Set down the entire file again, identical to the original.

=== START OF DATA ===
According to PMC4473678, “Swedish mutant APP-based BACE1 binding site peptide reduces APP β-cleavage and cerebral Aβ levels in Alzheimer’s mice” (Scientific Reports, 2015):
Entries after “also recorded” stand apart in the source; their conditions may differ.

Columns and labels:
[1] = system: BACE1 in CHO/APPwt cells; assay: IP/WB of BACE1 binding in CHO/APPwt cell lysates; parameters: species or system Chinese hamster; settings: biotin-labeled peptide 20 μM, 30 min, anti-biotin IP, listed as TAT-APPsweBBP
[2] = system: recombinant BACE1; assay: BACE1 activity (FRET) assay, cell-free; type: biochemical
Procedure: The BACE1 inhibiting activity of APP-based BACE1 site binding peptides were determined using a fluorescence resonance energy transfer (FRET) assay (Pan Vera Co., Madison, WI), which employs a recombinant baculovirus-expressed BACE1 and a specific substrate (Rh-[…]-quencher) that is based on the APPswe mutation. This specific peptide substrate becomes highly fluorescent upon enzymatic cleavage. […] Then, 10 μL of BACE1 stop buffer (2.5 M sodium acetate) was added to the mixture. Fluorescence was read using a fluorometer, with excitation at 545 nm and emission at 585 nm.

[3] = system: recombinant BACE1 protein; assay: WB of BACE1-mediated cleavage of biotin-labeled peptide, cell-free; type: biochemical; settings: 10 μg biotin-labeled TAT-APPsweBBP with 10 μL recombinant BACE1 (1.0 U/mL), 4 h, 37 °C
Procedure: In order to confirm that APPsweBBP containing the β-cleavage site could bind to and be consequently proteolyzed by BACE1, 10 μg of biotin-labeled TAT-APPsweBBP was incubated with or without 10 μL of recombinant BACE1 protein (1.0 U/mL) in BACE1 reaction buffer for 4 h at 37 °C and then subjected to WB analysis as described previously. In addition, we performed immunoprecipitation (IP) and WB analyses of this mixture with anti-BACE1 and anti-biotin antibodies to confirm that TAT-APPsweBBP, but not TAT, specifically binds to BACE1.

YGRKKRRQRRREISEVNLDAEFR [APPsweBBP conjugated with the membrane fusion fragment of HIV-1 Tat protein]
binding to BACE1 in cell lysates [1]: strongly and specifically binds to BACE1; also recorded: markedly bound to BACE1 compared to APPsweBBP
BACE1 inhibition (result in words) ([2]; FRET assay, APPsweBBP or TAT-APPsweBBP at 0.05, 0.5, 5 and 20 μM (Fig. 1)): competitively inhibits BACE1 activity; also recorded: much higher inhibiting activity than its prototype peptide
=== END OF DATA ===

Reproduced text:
According to PMC4473678, “Swedish mutant APP-based BACE1 binding site peptide reduces APP β-cleavage and cerebral Aβ levels in Alzheimer’s mice” (Scientific Reports, 2015):
Entries after “also recorded” stand apart in the source; their conditions may differ.

Columns and labels:
[1] = system: BACE1 in CHO/APPwt cells; assay: IP/WB of BACE1 binding in CHO/APPwt cell lysates; parameters: species or system Chinese hamster; settings: biotin-labeled peptide 20 μM, 30 min, anti-biotin IP, listed as TAT-APPsweBBP
[2] = system: recombinant BACE1; assay: BACE1 activity (FRET) assay, cell-free; type: biochemical
Procedure: The BACE1 inhibiting activity of APP-based BACE1 site binding peptides were determined using a fluorescence resonance energy transfer (FRET) assay (Pan Vera Co., Madison, WI), which employs a recombinant baculovirus-expressed BACE1 and a specific substrate (Rh-[…]-quencher) that is based on the APPswe mutation. This specific peptide substrate becomes highly fluorescent upon enzymatic cleavage. […] Then, 10 μL of BACE1 stop buffer (2.5 M sodium acetate) was added to the mixture. Fluorescence was read using a fluorometer, with excitation at 545 nm and emission at 585 nm.

[3] = system: recombinant BACE1 protein; assay: WB of BACE1-mediated cleavage of biotin-labeled peptide, cell-free; type: biochemical; settings: 10 μg biotin-labeled TAT-APPsweBBP with 10 μL recombinant BACE1 (1.0 U/mL), 4 h, 37 °C
Procedure: In order to confirm that APPsweBBP containing the β-cleavage site could bind to and be consequently proteolyzed by BACE1, 10 μg of biotin-labeled TAT-APPsweBBP was incubated with or without 10 μL of recombinant BACE1 protein (1.0 U/mL) in BACE1 reaction buffer for 4 h at 37 °C and then subjected to WB analysis as described previously. In addition, we performed immunoprecipitation (IP) and WB analyses of this mixture with anti-BACE1 and anti-biotin antibodies to confirm that TAT-APPsweBBP, but not TAT, specifically binds to BACE1.

YGRKKRRQRRREISEVNLDAEFR [APPsweBBP conjugated with the membrane fusion fragment of HIV-1 Tat protein]
binding to BACE1 in cell lysates [1]: strongly and specifically binds to BACE1; also recorded: markedly bound to BACE1 compared to APPsweBBP
BACE1 inhibition (result in words) ([2]; FRET assay, APPsweBBP or TAT-APPsweBBP at 0.05, 0.5, 5 and 20 μM (Fig. 1)): competitively inhibits BACE1 activity; also recorded: much higher inhibiting activity than its prototype peptide